Guyana Public Service Union (GPSU) President Patrick Yarde says the union has had to defend its stance and keep hope alive in a “hostile environment” in which “the minimum wage being offered to public servants is not only unrealistic but a blatant disrespect and insult for their hard work.”
Yarde was addressing the opening ceremony of the 19th Biennial Delegates’ Conference of the GPSU last Wednesday at the National Cultural Centre.
The union leader said that the “hostile environment” is “characterized by vicious and unwarranted onslaughts on workers and their recognized bargaining unit, disregard for the rule of law and ILO Conventions and pactices and the absence of due process and gross abuse.”
Yarde said that while he had to condemn this dastardly behaviour in the most vehement terms, he wished to “applaud those members of the government who genuinely felt the need to build rapprochement with the union and to thank them for extending a hand of friendship and support, whenever possible.”
And bemoaning the continuing economic plight of public servants, Yarde noted that in putting the situation into stark relief, between 2006 and 2010 the minimum wage increased from $26,070 to $33,207, or 27.4 percent. He said that during that same period, the accumulated inflation was 32.4 percent, “so we have the ridiculous situation of an insufficient minimum wage being systematically eroded by inflation to such an extent that the worker is substantially worse off in 2010 than in 2006.
“… the harder the worker works, the less he or she earns in real terms, and the more he or she is forced to borrow or otherwise supplement his or her income (through remittances and/or doing a second and sometimes even a third job) to meet the daily minimum requirements for sustenance and survival,” Yarde contended.
He asserted that it is his union’s firm belief that “if the government really cared for their employees, they would be working with the recognized union, GPSU, to improve their welfare.”
“But we cannot but feel that the mission appears to be one of continuously undermining the union with a view of first dividing then weakening us. In so doing the government hopes to be in a position to freely and unobtrusively impose their will on the workers,” Yarde maintained.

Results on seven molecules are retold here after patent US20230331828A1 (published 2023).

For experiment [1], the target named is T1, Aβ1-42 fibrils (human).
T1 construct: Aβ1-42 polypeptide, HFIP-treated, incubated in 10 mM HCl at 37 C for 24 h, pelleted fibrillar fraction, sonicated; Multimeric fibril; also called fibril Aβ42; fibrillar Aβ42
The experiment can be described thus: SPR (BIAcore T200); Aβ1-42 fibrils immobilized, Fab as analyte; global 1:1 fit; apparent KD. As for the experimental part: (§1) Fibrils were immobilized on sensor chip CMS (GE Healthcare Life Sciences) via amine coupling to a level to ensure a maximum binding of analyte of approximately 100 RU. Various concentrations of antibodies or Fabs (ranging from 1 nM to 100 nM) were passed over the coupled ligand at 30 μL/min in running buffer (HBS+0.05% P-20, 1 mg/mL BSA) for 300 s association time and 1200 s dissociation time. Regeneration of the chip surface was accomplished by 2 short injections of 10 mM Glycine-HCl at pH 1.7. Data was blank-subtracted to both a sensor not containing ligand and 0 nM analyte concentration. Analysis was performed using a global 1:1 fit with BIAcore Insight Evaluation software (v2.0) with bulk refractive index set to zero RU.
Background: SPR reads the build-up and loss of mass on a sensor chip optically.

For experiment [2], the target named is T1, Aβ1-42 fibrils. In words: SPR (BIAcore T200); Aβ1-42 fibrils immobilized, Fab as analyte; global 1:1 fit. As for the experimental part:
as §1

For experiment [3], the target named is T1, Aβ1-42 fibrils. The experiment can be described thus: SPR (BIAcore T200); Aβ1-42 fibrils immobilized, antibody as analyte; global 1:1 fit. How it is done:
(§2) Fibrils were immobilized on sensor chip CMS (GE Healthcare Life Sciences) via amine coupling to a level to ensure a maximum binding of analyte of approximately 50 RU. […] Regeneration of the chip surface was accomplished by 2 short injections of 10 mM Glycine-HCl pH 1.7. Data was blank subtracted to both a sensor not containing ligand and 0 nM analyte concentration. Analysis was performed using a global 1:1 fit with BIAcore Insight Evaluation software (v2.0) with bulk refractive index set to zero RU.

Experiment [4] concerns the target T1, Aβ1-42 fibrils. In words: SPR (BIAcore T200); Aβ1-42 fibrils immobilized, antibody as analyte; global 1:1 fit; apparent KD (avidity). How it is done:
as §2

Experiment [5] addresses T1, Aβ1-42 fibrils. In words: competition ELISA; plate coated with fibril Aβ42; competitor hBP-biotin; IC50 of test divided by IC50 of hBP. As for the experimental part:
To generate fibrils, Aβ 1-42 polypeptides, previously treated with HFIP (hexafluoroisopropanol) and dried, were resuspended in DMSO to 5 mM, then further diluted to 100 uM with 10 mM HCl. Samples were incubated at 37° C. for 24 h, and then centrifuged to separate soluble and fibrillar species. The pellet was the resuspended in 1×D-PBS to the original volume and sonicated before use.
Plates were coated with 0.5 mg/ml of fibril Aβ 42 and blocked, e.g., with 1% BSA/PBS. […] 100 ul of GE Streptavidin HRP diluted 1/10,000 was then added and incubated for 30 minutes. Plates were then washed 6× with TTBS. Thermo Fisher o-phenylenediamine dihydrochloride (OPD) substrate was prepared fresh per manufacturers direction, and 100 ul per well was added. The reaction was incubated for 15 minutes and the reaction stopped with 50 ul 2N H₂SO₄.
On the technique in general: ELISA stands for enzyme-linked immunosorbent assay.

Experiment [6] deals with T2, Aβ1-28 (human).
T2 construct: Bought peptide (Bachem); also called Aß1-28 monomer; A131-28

He also observed that contrary to Guyana’s national motto, “One People, One Nation, One Destiny”, Guyanese as a people have remained divided and fractured along racial and political lines and moral values, adding that these have had adverse consequences for the development of the country.
Yarde said that while it has been repeated ad nauseam he had to reiterate that “Guyana will never be able to exploit its vast and undoubted potential if we remain a fractured society, burdened by guilt and scarred by allegations of racism, discrimination and marginalization; where our energies are dissipated in the constant, unproductive battle for control; and where the intense rivalry and competition for the scarce resources in a low-income economy leave the bulk of the population drained and debilitated.”
The GPSU president des-cribed the local landscape as being “overrun by corruption, greed, selfishness and injustice,” and noted that “these have now taken precedence over fundamental issues like justice, equity, kindness and respect.”
He said further that “basic manners have been replaced by boorish and uncouth behaviour displayed, especially by the ‘new rich’ whose vast and growing wealth (with its concomitant accretion of power and influence) emanates from underground and illegal activities that threaten to undermine the official economy.”
Yarde then cited a recent study by Professor Clive Thomas and others in which he said it was estimated that the underground economy could be as much as 61 percent of the national economy.
Yarde lamented that “crime, especially those that are gun-related, murder, rape and domestic abuse are rampant, growing like a carcinoma that threatens the very fabric of society.”
According to the GPSU head, “cherished values such as our well-known hospitality, caring for the sick, attention to children and the elderly, and concern for the environment have been lost in the rising sea of immorality, disrespect and disregard for our fellow human being.”
Yarde said that on reflecting on his last three addresses to this forum, he had come to the “harsh realization that many of the ills that afflicted the Public Service and the wider society six years ago remain today as testimony to the lack of progress.”
“This is a rather distressing, but a true, summation of the state of affairs that we must examine objectively,” he added.